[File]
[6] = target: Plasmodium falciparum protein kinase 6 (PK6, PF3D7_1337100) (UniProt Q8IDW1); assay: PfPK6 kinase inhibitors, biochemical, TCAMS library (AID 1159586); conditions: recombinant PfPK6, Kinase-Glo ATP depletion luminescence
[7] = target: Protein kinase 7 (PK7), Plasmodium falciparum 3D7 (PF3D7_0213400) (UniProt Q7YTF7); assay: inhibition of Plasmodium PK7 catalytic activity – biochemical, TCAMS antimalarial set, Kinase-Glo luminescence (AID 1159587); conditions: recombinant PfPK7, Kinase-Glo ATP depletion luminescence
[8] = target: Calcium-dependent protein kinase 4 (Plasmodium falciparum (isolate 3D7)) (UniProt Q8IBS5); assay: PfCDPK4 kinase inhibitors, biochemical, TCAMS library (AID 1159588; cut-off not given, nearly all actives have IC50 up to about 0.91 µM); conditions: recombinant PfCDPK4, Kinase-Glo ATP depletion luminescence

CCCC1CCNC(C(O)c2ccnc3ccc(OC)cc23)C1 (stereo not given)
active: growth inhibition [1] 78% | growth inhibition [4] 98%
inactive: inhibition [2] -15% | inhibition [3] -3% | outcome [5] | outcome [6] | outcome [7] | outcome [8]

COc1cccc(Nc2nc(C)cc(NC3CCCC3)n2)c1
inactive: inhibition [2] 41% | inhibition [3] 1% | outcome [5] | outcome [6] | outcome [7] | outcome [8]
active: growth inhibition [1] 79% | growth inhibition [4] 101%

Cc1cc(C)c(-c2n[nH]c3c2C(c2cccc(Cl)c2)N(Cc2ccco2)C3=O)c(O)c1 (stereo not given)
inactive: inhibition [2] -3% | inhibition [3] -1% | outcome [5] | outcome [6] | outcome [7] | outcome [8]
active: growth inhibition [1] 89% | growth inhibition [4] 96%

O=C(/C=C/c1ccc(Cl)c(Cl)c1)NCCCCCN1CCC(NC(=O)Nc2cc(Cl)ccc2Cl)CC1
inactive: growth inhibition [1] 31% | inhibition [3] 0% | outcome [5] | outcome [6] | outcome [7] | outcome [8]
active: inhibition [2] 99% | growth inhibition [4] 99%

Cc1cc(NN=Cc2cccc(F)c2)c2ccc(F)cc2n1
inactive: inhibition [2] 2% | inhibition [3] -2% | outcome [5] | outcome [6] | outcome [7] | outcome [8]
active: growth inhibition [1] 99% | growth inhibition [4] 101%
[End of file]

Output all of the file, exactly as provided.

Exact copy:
[6] = target: Plasmodium falciparum protein kinase 6 (PK6, PF3D7_1337100) (UniProt Q8IDW1); assay: PfPK6 kinase inhibitors, biochemical, TCAMS library (AID 1159586); conditions: recombinant PfPK6, Kinase-Glo ATP depletion luminescence
[7] = target: Protein kinase 7 (PK7), Plasmodium falciparum 3D7 (PF3D7_0213400) (UniProt Q7YTF7); assay: inhibition of Plasmodium PK7 catalytic activity – biochemical, TCAMS antimalarial set, Kinase-Glo luminescence (AID 1159587); conditions: recombinant PfPK7, Kinase-Glo ATP depletion luminescence
[8] = target: Calcium-dependent protein kinase 4 (Plasmodium falciparum (isolate 3D7)) (UniProt Q8IBS5); assay: PfCDPK4 kinase inhibitors, biochemical, TCAMS library (AID 1159588; cut-off not given, nearly all actives have IC50 up to about 0.91 µM); conditions: recombinant PfCDPK4, Kinase-Glo ATP depletion luminescence

CCCC1CCNC(C(O)c2ccnc3ccc(OC)cc23)C1 (stereo not given)
active: growth inhibition [1] 78% | growth inhibition [4] 98%
inactive: inhibition [2] -15% | inhibition [3] -3% | outcome [5] | outcome [6] | outcome [7] | outcome [8]

COc1cccc(Nc2nc(C)cc(NC3CCCC3)n2)c1
inactive: inhibition [2] 41% | inhibition [3] 1% | outcome [5] | outcome [6] | outcome [7] | outcome [8]
active: growth inhibition [1] 79% | growth inhibition [4] 101%

Cc1cc(C)c(-c2n[nH]c3c2C(c2cccc(Cl)c2)N(Cc2ccco2)C3=O)c(O)c1 (stereo not given)
inactive: inhibition [2] -3% | inhibition [3] -1% | outcome [5] | outcome [6] | outcome [7] | outcome [8]
active: growth inhibition [1] 89% | growth inhibition [4] 96%

O=C(/C=C/c1ccc(Cl)c(Cl)c1)NCCCCCN1CCC(NC(=O)Nc2cc(Cl)ccc2Cl)CC1
inactive: growth inhibition [1] 31% | inhibition [3] 0% | outcome [5] | outcome [6] | outcome [7] | outcome [8]
active: inhibition [2] 99% | growth inhibition [4] 99%

Cc1cc(NN=Cc2cccc(F)c2)c2ccc(F)cc2n1
inactive: inhibition [2] 2% | inhibition [3] -2% | outcome [5] | outcome [6] | outcome [7] | outcome [8]
active: growth inhibition [1] 99% | growth inhibition [4] 101%